Like a lot of writers, I love reading about secret societies and their symbols, passwords, and rituals. Most of us have heard of the Freemasons, the Knights Templar, the Rosicrucian order, and the Illuminati.
People get a lot of silly ideas about all of these groups. Some websites argue that all secret societies worship Satan, while other people believe that celebrities like Beyoncé and Jay-Z are Illuminati members. But secret societies are interesting enough without making things up.
Here are five that fascinate me. My guess is that you’ve heard of a couple of them, but not all of them!
Hermetic Order of the Golden Dawn
Sometimes they just referred to themselves as The Golden Dawn. These guys should not be confused with the racist political party in modern-day Greece. In the late 1800s and early 1900s, The Golden Dawn was a big secret society in Great Britain focused on magic and the occult.
I learned about the group from a biography on the poet W.B. Yeats, a true mystic who believed in fairies, talked with the dead, and performed ritual magic.
The Golden Dawn embraced varied pagan and Judeo-Christian beliefs, particularly the Kabbalah and Roisicrucianism. Women were equal members from the beginning, in 1888. In fact, the German countess Anna Sprengel, who supposedly had the ability to talk to supernatural beings called The Secret Chiefs, helped found it.
One of its most notorious members was Aleister Crowley. He was a mean guy and the people in The Golden Dawn didn’t like him very much, least of all Mr. Yeats. Mr. Crowley parted ways with the group, allegedly became a Freemason, and became an influential leader of Ordo Templi Orientis, often referred to as O.T.O.
This contemporary secret society has, on four different occasions in the last few years, shared complicated puzzles and games online to recruit “highly intelligent individuals.” Clues have shown up on the Internet (including on Twitter), in pages of unpublished books, and in physical locations around the world.
Supposedly, some people who have solved the puzzles have been given a personality test and admitted into the secret society. Are they a bunch of elite hackers? Some kind of cult? Who knows? If you’d like to read more about them, this 2014 Fast Company article is a good place to start. Interestingly enough, in 2014, the U.S. Navy issued a bunch of cryptographic puzzles in the same vein as Cicada 3301.
The Horseman’s Word
This group from people who work with horses began in the early nineteenth century in Scotland and spread into eastern England. Like many other secret societies, it branched off of Freemasonry.
They held dramatic initiation ceremonies in stables and barns during a full moon. They weren’t kidding around with their oaths, either:
So help me Lord to keep my secrets and perform my duties as a horseman. If I break any of them – even the last of them – I wish no less than to be done to me than my heart be torn from my breast by two wild horses, and my body quartered in four and swung on chains, and the wild birds of the air left to pick my bones, and these then taken down and buried in the sands of the sea, where the tide ebbs and flows twice every twenty four hours – to show I am a deceiver of the faith. Amen.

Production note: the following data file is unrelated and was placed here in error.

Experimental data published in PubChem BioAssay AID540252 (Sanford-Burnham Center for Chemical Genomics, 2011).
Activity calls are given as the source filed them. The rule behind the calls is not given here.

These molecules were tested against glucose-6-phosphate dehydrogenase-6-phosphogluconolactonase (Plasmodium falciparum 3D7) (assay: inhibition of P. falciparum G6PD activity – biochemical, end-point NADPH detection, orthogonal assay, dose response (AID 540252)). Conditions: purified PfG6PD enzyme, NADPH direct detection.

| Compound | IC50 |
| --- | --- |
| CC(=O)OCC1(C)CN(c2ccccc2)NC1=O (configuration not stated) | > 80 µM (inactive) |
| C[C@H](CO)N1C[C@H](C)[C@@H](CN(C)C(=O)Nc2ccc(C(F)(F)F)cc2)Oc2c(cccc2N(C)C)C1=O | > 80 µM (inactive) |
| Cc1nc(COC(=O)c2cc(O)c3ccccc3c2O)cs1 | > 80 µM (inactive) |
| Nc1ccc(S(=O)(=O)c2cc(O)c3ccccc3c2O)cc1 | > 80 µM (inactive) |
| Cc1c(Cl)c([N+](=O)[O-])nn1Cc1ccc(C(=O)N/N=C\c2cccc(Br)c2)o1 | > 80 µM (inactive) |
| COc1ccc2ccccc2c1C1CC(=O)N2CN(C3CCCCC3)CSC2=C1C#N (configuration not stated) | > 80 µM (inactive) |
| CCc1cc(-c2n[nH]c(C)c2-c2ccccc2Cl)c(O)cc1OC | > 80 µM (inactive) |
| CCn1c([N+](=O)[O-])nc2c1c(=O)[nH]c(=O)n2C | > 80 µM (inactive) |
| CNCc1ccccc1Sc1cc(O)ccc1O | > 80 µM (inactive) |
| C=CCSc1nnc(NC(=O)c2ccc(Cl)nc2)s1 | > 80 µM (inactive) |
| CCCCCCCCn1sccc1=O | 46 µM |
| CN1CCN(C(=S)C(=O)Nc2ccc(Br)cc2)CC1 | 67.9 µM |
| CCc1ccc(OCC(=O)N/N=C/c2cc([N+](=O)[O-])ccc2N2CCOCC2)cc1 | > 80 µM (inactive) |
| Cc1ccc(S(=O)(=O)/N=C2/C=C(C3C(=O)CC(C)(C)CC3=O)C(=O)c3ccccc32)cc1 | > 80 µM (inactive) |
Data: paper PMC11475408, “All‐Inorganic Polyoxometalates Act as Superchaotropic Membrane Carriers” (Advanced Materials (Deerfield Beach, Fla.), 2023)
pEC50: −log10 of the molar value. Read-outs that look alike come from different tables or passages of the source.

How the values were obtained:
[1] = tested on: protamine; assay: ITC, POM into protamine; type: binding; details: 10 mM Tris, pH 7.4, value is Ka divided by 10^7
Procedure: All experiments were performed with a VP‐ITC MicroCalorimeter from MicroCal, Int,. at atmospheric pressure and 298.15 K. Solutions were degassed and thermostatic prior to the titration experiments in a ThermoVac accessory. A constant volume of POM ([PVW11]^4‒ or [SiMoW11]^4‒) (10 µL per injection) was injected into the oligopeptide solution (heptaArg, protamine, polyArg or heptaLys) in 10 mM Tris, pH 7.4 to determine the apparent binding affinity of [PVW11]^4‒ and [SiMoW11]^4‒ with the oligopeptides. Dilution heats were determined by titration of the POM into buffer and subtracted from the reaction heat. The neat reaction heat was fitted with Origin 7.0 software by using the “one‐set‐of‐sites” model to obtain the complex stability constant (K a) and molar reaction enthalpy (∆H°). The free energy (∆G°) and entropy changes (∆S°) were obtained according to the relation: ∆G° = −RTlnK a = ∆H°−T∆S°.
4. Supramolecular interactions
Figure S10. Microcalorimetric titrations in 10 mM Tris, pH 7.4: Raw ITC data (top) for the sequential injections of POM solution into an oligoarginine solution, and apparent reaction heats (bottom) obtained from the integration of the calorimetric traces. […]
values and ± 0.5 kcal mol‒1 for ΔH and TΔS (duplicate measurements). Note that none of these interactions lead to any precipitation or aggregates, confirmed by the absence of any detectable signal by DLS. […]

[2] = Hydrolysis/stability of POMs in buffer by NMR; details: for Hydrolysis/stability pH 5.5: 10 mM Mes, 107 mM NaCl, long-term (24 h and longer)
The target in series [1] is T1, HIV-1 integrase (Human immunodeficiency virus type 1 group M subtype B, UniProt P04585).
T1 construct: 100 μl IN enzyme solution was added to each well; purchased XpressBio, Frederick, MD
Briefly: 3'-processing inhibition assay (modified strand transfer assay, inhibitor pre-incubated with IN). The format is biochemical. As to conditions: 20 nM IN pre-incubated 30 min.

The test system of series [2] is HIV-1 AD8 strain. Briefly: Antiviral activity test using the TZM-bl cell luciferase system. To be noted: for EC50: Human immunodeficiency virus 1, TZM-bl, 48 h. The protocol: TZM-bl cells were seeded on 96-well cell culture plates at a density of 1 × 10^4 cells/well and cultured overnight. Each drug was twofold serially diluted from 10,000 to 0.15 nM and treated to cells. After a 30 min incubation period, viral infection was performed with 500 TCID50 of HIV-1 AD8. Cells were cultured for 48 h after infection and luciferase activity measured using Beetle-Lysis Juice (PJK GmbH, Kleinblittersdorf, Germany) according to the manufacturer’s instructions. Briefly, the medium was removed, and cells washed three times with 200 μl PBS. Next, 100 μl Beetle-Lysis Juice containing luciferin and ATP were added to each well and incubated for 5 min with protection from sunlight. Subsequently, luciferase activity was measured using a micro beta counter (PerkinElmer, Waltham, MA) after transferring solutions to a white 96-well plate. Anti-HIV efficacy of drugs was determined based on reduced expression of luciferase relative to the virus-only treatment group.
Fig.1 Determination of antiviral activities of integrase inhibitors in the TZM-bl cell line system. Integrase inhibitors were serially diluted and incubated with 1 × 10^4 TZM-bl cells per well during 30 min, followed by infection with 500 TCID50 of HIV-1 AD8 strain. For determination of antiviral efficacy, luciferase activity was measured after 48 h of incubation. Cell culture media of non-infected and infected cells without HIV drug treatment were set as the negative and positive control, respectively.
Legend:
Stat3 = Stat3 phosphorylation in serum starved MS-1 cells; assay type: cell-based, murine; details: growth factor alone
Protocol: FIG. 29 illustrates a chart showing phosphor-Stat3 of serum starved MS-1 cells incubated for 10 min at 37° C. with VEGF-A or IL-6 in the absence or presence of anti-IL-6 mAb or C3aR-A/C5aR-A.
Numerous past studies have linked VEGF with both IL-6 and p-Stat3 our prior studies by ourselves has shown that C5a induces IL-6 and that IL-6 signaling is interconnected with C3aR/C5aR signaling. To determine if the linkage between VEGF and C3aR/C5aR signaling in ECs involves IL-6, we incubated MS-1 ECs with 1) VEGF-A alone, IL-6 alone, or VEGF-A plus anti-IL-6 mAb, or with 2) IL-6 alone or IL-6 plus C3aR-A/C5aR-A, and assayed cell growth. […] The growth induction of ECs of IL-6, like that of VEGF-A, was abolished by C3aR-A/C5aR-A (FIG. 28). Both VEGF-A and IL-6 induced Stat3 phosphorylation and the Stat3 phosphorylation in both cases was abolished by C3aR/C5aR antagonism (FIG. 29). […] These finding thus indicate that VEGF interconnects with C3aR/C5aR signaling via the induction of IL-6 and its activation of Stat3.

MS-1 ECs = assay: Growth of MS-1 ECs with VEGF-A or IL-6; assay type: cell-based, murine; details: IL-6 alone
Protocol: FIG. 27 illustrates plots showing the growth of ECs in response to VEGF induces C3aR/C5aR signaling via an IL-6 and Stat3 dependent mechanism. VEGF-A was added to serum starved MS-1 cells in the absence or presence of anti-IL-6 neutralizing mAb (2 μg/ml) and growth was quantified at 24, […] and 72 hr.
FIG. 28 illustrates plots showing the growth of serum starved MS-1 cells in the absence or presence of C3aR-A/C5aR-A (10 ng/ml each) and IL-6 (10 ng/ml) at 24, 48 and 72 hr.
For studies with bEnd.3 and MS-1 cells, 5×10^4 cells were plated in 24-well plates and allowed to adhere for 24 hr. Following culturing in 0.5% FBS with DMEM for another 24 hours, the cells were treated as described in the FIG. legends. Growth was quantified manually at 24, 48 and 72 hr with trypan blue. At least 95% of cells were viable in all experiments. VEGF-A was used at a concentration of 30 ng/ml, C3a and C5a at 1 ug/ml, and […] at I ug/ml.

According to rumor, the initiation included a symbolic handshake with the Devil. As I said before, there are many false stories about secret societies and Satan worship, so I have my doubts on this point. Initiates received a spoken magic word that supposedly gave the person magical power over horses, or made them into “horse whisperers.” People in the secret society also shared lots of practical tricks of the trade.
Order of Chaeronea
In 1897 in Germany, George Ives founded this secret society for homosexuals. Oscar Wilde was rumored to be an early recruit. Most of the members were men, but there were a few lesbians.
Mr. Ives, who described himself as an “evolutionary anarchist,” was a poet who referred to gay rights as “the Cause.” He named his secret society after the Battle of Chaeronea in 338 B.C., in which Philip II of Macedon and his forces destroyed the Sacred Band of Thebes, an army of 150 gay male couples.
The Order of Chaeronea was mostly a political group, but also had spiritual and mystical components. No doubt it served as a support network as well.
The Bilderberg Group
I feel like all the Illuminati conspiracy theorists should really join the people spreading conspiracy theories about these guys. There’s a lot more to go on, for one thing. The Bilderberg Group is small – maybe 120 to 150 people – and comprised mostly of captains of industry, heads of state, and bankers from Europe and North America.
When they started meeting in the mid-1950s, their goal was basically to discourage future world wars. Who knows what they talk about in their yearly conferences now? The French businessman Henri de Castries is the current chairman of the steering committee.
Do you know more about any of these secret societies, or is there one you would like to tell us about? Let us know in the comments! Thanks for reading!